Greg Norman, Rory Sabbatini, Fred Couples and Kenny Perry provided Hawk with some powerful 2008 memories.
Time for my fifth annual compilation of the year's most indelible memories, a personal collection gone public, which isn't to suggest that anyone remembers a thing from the first four. When you spend 60 to 80 hours a year talking to the world's best golfers, usually on practice ranges and putting greens, your handicap may not go down, but you will put together a nice mental scrapbook.
Tracking down Kenny Perry at the Barclays
I had been critical of him for skipping the U.S. Open, which wasn't all his fault, and the British Open, which was, leaving me to wonder about the state of our relationship as I drove to New Jersey on a Tuesday in late August. When I tried to reach Perry in early July, he told me through a third party that he didn't want to talk. Not surprising, but I felt a need to resolve the matter because we'd always gotten along so well.
I found him hitting balls late that afternoon, one of maybe a half-dozen guys on the range, and approached him not knowing what to expect. Perry greeted me as if I were his long-lost brother. We hung out for about 20 minutes, and when I tried to explain my position regarding his absence at the majors, that the game's top players should feel obligated to play in the biggest tournaments, Perry smiled. "No big deal," he said. "Hey, you made me famous."
It was an amusing assessment from a guy who revived his career in 2008, winning three times and making the U.S. Ryder Cup team, then playing well against the Europeans in his home state. Kenny Perry is a true Kentucky gentleman, as humble and courteous as they get, a guy who makes it hard to remain objective when journalism enters the room. He should have played in both national championships, but business is business. Personally, he's a favorite of anyone who knows him.
An hour with Freddie at the Deutsche Bank
We've gotten to be pretty good friends over the years, at least close enough for me to know that Couples is a fascinating, complex, ultra-intuitive man with a short attention span and a very long memory. He was all over the map on the range that day in Boston, his moods changing faster than the Scottish weather, although he still came up with a couple of good ideas on how to make pro golf more exciting and interesting.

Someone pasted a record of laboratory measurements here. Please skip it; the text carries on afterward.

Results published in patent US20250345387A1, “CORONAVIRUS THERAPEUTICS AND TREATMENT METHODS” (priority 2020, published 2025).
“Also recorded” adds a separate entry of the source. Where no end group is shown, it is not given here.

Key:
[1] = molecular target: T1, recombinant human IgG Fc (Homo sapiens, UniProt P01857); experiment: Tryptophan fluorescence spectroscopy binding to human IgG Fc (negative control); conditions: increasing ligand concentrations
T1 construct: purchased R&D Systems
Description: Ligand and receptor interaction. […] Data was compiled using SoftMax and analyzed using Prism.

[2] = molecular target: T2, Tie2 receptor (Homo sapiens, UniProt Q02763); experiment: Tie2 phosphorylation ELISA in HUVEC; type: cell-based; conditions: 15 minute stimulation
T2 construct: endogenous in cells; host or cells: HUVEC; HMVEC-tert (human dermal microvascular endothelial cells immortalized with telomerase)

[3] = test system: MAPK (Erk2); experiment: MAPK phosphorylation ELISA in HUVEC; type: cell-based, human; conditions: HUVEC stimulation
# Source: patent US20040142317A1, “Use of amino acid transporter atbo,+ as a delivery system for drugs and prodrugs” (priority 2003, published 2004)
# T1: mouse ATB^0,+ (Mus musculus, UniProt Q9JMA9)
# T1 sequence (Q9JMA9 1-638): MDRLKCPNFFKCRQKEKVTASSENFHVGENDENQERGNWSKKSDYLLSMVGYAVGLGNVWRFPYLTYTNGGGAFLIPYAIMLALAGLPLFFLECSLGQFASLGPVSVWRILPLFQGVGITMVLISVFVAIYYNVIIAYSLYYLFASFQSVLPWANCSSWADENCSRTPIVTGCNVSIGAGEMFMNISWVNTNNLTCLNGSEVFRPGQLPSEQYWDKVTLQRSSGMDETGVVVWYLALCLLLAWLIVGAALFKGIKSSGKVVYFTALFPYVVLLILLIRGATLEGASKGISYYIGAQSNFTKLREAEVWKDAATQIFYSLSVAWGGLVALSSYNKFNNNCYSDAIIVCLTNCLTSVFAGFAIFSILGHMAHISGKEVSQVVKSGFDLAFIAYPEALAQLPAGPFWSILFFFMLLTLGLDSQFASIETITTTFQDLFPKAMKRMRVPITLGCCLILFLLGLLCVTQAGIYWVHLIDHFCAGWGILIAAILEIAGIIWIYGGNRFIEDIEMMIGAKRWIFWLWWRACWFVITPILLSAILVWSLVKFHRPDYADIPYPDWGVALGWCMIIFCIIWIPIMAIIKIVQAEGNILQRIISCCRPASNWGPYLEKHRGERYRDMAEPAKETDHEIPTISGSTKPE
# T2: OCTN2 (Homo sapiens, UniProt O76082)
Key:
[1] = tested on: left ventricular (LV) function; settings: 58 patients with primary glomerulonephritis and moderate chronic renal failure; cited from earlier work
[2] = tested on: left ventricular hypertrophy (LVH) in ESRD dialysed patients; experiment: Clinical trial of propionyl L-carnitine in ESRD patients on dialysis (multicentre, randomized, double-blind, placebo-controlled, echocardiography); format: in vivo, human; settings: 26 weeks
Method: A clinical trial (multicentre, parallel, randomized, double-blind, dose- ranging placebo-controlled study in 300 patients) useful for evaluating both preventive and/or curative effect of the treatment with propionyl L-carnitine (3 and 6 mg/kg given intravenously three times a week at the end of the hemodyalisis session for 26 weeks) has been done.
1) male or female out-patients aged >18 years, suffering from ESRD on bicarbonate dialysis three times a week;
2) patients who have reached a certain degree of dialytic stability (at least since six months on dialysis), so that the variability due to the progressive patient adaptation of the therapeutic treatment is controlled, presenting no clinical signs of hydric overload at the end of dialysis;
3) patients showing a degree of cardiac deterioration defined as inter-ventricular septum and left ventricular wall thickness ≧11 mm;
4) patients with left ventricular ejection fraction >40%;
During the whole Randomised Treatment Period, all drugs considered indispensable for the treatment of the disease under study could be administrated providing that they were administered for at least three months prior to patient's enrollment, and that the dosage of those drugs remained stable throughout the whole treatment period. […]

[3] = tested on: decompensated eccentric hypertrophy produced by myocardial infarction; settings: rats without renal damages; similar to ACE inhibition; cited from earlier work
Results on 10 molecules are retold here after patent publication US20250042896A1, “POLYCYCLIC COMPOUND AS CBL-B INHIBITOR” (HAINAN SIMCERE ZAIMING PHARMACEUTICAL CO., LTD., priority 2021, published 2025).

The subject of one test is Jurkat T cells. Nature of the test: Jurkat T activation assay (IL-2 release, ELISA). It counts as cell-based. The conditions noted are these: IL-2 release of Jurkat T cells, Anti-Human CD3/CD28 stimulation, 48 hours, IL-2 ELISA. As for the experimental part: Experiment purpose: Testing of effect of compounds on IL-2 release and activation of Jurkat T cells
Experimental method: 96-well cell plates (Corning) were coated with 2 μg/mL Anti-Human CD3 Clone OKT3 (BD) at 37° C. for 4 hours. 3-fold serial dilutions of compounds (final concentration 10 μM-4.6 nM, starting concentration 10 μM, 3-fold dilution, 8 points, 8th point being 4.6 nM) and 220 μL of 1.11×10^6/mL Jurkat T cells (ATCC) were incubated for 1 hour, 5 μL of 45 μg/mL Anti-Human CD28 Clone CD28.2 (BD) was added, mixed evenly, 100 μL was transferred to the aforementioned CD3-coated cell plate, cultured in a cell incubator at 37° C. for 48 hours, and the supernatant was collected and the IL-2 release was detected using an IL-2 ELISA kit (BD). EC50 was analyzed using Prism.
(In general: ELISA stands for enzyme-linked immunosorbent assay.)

It wasn't the first time I walked away wondering whether Freddie thinks of this stuff himself or borrows it from the millions of people who enjoy being around him.
Couples was having trouble settling on a driver that day, although he hit no more than 15 balls in that hour while chatting with a group that included tour reps from three different manufacturers. He would smash one 300 yards with 10 feet of fade, turn to the rep and say, "nah, this won't work," then restart the conversation about everything wrong with the FedEx Cup playoffs. Fifteen career victories, one major title, zero dull moments. That's Fred Couples for you.
Any chat with the best in-the-know source on the PGA Tour
At Riviera CC to tape a segment of the Golf Channel's "Grey Goose 19th Hole," we were on our way to tape the show when I bumped into Joe Ogilvie, who told me the players had just voted to amend the new cut rule that had caused such an early-season uproar. Most tour pros know very little about the administrative side of their business. Those who do won't tell you much. Ogilvie is plugged in and candid -- a bright, articulate guy who is very aware of the value of the media. The tour is full of good people who aren't.
Tiger and Rory at Torrey
Woods and Sabbatini had both shot 67 in the first round of the Buick Invitational, low score of the day, which meant both would be coming to the media center. Since they had finished at about the same time, there was a decent chance they would cross paths. Sure enough, Woods arrived to do his press conference about halfway into Sabbatini's session, then ducked into a nearby room, where he would wait until the other guy was done.